Grayscale was happy to take investor money during the bitcoin bull runs of 2017 and 2020-21 and saturate the market with shares of GBTC. Anyone sitting on GBTC now is forced to take their losses, or hold out in the hopes Grayscale will do something to fix this. 

Investors, many of whom are regular folks with GBTC in their IRAs, have every reason to be upset. Meanwhile, Grayscale is pointing the finger at the SEC as the reason we can’t have nice things.

Michael Sonnenshein, Grayscale’s chief executive, told Bloomberg he would even consider suing the regulator if Grayscale’s application to convert GBTC into a bitcoin ETF is denied. 

Sonnenshein argues that because the SEC has approved bitcoin futures ETFs, it should also approve a bitcoin spot ETF.  

This makes absolutely no sense. The two investment vehicles are totally different animals. 

A bitcoin futures ETF indexes a bitcoin futures contract on the CME. It is a bet in dollars, paid in dollars. Nobody touches an actual bitcoin at any point. In contrast, Grayscale’s spot bitcoin ETF application represents an investment that is backed by bitcoins — not derivatives tied to it.

A spot bitcoin ETF is good for bitcoin, because it means more actual cash flowing into the cryptoverse. Crypto promoters are pushing hard for this. Bitcoin is a negative-sum game that relies on new supplies of fresh cash to keep it going.  

But what happens if the SEC doesn’t approve Grayscale’s application?  

Grayscale can issue more buybacks. In the fall of 2021, DCG began buying back over $1 billion worth of GBTC. In March 2022, it announced another $250 million in buybacks for Grayscale trusts. The effort had little impact. GBTC continued to trade well below the price of bitcoin.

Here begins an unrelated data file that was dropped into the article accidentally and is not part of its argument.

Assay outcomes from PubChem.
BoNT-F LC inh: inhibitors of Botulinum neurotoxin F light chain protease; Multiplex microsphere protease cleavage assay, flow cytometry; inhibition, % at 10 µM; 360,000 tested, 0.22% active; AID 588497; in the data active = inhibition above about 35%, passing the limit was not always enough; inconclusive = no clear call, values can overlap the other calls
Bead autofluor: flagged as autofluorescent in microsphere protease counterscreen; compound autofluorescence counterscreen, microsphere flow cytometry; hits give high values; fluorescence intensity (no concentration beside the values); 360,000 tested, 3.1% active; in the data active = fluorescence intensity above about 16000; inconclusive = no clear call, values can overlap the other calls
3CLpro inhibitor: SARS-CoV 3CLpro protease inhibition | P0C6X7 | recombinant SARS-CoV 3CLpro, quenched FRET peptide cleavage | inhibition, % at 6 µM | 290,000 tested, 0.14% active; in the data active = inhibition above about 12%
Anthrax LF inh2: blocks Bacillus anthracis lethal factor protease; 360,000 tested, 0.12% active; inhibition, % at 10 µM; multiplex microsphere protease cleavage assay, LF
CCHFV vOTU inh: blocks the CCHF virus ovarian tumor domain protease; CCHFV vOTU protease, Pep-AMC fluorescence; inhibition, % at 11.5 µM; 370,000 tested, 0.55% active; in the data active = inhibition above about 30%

As Morning Star points out, Grayscale has the power to make this right. It can redeem shares at NAV and simply return investors their cash or bitcoin. That is, if Grayscale really does care about crypto investors.

Grayscale offered a redemption program before 2016. However, the SEC issued a cease and desist order because the repurchases took place at the same time the trust was issuing new shares, in violation of Regulation M.

The situation is different now. Grayscale stopped issuing new shares in March 2021. That leaves the door open for it to pursue a redemption program and bring GBTC closer inline with the price of bitcoin.

I doubt this will ever happen. Grayscale is sitting on a cash cow. As long as it can redirect investor anger at the SEC, why change?

“There is no obligation to convert to an ETF,” David Fauchier, a fund manager at London’s Nickel Digital Asset, told me in a tweet. “If things stay as they are, they will print money into perpetuity basically, it’s a FANTASTIC business if BTC doesn’t zero.”